There it was, sitting in his wife’s chair, its opaque wings carefully folded. An open jar of dark Greek honey, his wife’s favourite, lay next to it on the table. From time to time it would dip a crooked leg into the jar, and then bring the leg up towards its mandible. It seemed to be watching TV. The inanities of morning television, however, were frequently drowned out by the buzzing noise which sounded at irregular intervals. It reminded him of that saw in the factory. A feeling of nausea washed over him as he contemplated the interminable output of the conveyer, envisioning a world piled high with flat-pack chairs and flat-pack desks and filing cabinets at specially discounted prices. Suddenly, and much to his surprise, the sick feeling vanished as a new and different thought flickered through the miasma of his mind, like a tongue of lightning forking down through heavy black clouds. A smile crept over his face as he pondered the implications. Then, filled with a novel sense of certainty, he carefully moved away from the window, anxious not to interrupt the bee, crept back to the hedge, pushed his way through it into the field and made his way to the car.


‘Honey, I’m home.’

He couldn’t resist that one; he’d somehow in recent years lacked the wild rush of joy and the cavalier attitude towards cliché necessary to pull it off. She came into the living room with an anxious look.

‘I don’t understand. It’s early. What about work? Did something happen?’

He smiled at her.

‘Yes, my love. You might say that. I handed in my notice. They let me go immediately. I left my car keys on my desk at the office and got the bus to the village and walked from there.’

‘William! But what are we going to do?’

He sat down with a sigh of joy. He hadn’t felt this light in years.

‘First, we are going to have a cup of tea. I’ve realised that my body’s been trying to tell me something for some time now. It’s psychosomatic. I couldn’t go on like that. I just couldn’t.’

She nodded uncertainly and went to see to the tea.

There was some sort of flower arranging demonstration on TV. He disengaged the mute button on the remote.

‘Be sure to balance the colours. A flash of green lends variety. And it’s not just aesthetics. Think about what message you want to convey. For example, pansy means “remember me!” Red poppy symbolises pleasure; primrose means “I can’t live without you”; carnation denotes fascination. And of course, there’s the classic red rose – true love.’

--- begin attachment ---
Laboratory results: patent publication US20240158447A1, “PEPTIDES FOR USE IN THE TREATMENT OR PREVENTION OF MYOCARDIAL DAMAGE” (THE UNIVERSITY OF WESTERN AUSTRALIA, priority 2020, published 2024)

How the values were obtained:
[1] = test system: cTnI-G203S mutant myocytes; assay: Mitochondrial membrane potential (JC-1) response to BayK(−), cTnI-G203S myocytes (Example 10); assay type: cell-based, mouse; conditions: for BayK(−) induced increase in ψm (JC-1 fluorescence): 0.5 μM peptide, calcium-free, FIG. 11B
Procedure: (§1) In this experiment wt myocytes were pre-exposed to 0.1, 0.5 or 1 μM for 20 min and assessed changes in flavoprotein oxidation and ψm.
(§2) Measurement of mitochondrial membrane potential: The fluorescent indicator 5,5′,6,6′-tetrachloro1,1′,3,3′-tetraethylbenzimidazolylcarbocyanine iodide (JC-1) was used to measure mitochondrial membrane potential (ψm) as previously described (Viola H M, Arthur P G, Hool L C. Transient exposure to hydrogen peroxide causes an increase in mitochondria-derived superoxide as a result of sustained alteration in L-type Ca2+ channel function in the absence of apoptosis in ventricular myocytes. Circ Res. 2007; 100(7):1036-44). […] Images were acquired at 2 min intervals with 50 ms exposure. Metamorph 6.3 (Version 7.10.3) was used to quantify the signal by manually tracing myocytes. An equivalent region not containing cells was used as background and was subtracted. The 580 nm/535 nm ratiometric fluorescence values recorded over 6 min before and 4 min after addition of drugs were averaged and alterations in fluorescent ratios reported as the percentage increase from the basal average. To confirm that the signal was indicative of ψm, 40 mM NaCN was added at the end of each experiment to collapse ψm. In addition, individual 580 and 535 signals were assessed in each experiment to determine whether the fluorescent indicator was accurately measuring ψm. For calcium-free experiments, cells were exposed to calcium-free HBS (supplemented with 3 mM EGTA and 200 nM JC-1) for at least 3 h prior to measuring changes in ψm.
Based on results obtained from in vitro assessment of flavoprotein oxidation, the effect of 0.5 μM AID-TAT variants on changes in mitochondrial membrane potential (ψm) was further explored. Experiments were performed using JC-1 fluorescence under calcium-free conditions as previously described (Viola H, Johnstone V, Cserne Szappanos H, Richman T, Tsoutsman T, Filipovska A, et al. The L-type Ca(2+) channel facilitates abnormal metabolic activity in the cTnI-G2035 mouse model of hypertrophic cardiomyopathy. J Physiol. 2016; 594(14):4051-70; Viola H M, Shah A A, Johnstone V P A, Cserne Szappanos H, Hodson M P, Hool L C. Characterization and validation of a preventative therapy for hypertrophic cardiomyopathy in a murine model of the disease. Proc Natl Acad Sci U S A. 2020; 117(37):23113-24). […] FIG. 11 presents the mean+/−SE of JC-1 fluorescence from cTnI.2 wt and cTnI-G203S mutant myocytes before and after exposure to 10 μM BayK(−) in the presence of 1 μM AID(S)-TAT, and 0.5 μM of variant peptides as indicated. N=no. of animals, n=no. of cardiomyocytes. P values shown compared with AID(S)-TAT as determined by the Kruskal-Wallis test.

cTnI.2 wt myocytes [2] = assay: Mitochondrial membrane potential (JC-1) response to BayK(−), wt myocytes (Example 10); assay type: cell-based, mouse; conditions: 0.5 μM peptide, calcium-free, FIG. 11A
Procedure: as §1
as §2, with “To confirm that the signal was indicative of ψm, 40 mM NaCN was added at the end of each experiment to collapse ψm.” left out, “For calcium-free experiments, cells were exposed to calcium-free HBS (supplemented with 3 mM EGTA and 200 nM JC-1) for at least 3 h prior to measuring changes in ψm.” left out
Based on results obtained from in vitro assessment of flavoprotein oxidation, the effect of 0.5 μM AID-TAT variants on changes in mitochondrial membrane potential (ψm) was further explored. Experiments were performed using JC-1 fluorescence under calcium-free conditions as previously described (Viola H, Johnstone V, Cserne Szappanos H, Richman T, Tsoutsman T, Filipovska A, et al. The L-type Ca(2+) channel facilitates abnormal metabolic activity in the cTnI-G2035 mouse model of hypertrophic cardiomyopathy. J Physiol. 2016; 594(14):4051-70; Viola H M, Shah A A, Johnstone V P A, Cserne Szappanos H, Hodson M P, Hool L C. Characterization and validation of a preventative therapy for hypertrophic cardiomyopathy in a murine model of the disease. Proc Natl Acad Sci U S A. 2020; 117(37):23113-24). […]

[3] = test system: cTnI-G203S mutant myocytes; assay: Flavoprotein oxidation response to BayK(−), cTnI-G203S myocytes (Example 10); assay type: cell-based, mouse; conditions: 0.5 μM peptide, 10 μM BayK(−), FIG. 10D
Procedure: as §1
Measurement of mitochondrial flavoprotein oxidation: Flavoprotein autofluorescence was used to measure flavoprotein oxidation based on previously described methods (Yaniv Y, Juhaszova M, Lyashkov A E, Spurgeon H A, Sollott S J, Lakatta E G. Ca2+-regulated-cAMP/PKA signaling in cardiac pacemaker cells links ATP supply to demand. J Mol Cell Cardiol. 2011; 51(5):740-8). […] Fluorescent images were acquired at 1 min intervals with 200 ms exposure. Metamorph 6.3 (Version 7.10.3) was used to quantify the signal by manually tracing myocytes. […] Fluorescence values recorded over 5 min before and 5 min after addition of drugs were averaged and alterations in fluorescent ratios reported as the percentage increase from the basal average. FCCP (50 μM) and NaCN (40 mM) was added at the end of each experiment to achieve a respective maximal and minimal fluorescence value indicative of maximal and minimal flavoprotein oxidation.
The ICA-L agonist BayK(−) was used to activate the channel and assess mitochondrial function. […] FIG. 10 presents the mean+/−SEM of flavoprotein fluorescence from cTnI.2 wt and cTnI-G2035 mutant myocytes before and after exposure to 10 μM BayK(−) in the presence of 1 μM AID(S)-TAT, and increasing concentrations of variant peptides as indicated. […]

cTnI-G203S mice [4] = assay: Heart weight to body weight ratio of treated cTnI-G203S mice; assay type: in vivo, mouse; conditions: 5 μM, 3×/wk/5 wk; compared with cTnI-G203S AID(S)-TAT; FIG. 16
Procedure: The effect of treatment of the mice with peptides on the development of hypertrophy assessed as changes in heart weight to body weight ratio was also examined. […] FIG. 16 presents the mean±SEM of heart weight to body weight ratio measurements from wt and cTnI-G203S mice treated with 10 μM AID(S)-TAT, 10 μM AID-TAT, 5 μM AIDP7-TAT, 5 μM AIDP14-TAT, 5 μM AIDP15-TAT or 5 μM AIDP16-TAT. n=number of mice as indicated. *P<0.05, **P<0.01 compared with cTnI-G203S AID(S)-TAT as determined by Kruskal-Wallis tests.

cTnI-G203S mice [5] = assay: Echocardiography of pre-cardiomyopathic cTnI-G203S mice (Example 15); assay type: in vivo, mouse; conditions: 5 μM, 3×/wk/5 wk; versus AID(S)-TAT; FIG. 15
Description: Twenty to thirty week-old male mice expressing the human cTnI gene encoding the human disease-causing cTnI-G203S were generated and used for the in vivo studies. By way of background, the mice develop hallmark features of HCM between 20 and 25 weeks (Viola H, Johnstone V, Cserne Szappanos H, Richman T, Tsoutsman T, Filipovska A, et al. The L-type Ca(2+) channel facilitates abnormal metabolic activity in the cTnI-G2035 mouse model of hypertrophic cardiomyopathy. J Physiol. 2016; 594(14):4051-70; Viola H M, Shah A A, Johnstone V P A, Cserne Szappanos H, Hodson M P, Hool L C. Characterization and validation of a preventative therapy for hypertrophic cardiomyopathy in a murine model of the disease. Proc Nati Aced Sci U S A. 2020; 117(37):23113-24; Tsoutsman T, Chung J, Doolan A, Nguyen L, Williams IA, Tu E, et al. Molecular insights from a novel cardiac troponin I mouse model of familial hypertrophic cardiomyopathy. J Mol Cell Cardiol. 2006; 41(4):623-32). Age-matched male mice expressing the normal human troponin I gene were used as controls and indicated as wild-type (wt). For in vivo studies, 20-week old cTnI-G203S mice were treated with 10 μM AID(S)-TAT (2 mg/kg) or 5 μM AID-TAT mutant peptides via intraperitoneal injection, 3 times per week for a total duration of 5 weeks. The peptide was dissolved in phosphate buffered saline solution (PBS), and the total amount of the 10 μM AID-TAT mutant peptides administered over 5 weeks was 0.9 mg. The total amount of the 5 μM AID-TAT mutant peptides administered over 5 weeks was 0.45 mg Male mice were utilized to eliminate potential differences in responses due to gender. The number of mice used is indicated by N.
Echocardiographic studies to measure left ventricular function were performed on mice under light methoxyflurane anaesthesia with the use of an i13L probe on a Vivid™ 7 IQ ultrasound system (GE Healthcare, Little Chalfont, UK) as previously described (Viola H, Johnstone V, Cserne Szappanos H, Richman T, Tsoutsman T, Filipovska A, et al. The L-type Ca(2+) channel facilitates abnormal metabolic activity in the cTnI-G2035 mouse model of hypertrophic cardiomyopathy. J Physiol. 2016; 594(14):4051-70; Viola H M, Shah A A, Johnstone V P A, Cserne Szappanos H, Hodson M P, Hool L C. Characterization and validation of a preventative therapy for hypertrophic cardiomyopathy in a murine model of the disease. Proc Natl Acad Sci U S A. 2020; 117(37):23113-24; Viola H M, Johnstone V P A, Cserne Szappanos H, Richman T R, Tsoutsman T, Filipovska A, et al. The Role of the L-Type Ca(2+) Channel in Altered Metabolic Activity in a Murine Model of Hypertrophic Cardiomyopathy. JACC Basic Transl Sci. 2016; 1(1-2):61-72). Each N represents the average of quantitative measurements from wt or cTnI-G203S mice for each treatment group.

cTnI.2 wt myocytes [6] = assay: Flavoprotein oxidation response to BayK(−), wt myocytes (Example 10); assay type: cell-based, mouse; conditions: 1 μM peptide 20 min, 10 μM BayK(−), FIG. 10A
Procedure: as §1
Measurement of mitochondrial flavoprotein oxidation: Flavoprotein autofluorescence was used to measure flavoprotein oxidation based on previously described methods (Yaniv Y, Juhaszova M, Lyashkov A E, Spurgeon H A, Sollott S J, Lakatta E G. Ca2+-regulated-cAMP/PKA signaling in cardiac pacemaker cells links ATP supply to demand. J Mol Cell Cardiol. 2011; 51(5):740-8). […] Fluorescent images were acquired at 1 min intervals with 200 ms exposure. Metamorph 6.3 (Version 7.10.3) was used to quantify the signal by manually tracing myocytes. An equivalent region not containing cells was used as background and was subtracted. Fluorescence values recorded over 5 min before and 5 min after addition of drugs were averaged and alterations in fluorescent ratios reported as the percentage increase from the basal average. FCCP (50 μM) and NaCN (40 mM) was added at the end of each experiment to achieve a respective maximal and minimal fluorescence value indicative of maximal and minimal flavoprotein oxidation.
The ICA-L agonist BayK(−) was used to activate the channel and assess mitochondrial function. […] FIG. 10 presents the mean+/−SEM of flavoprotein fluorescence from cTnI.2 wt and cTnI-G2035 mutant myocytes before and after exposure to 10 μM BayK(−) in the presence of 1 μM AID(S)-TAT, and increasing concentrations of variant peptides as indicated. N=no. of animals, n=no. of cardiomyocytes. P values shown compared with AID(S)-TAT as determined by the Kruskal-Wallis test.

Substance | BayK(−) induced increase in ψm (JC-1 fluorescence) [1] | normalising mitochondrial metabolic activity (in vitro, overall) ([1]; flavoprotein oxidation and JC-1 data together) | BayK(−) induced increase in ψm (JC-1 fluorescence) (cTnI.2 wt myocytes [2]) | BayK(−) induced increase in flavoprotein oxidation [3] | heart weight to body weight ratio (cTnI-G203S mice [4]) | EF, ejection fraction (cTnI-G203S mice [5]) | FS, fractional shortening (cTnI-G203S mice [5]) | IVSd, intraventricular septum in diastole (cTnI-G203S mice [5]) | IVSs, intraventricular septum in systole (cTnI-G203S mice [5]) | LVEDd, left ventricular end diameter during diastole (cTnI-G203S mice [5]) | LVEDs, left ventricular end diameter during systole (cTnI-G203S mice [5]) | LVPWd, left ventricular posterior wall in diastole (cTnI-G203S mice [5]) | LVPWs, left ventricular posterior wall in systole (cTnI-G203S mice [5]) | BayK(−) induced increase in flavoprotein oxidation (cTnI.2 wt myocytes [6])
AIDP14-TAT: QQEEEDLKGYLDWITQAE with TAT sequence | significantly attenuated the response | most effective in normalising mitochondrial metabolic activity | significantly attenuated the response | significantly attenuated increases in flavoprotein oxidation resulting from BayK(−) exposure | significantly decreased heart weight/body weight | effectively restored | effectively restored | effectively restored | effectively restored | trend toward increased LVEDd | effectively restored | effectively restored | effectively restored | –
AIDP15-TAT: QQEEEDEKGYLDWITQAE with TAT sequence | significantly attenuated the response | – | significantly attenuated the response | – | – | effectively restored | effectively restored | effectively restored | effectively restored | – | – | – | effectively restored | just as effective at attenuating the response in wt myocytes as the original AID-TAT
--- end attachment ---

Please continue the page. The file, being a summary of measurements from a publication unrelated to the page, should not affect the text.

A wild laugh filled the room. When he had collected himself, he thought about how they made it sound so genteel. He knew better. He would never forget those exigent entreaties that he had been privy to over the last few days. He shook his head in amazement at the liberties taken by those perfumed innocents. No, he would never forget it. Not now he knew.

On an impulse, he went into the hall and thrust his ear into the pot of geraniums. As he suspected, no coaxing whisper insinuated itself into his ear, exhorting him to deeds of botanical concubinage. It had been the strangest thing: the voices had stopped speaking to him immediately after he had handed in his resignation. He’d noticed it on the walk up from the village, a walk which had merely been accompanied by the usual sounds of birds and passing cars, the subdued whine of agricultural machinery.

He made his way back to the living room and watched as the enormous bee sitting in his wife’s chair poured some tea. An excited buzzing filled the room. It still reminded him of the sound of the automatic saw on the flat-pack office furniture production line. But that awful memory was rapidly acquiring the status of a dream, or rather a nightmare, and he knew that soon it would be gone.

He realised the buzzing had become intelligible. His wife was speaking.

‘I don’t know how I should be feeling but all I can feel at the moment is relief. I was never keen on you working in that job. Like some drone. There’s so much more you could do.’ She smiled at him. ‘Just focus on being happy. The rest will follow.’

He added a little honey to his tea. He frowned when he noticed that the pot was almost empty. But he was immediately consoled by the thought that abundance surrounded him, if he would but see it. The insistent cries of the flowers, their luxuriant polyphony, had taught him that. He thought of how part of him would miss those voices, and he also thought of how he would miss his wife’s strange metamorphosis, for he suspected that this too would come to its natural end. Never mind, he would enjoy it whilst it lasted. She looked positively regal sitting there in her black and gold, the opaque wings carefully folded behind her back.

He sipped his tea to the sound of soft contented buzzing.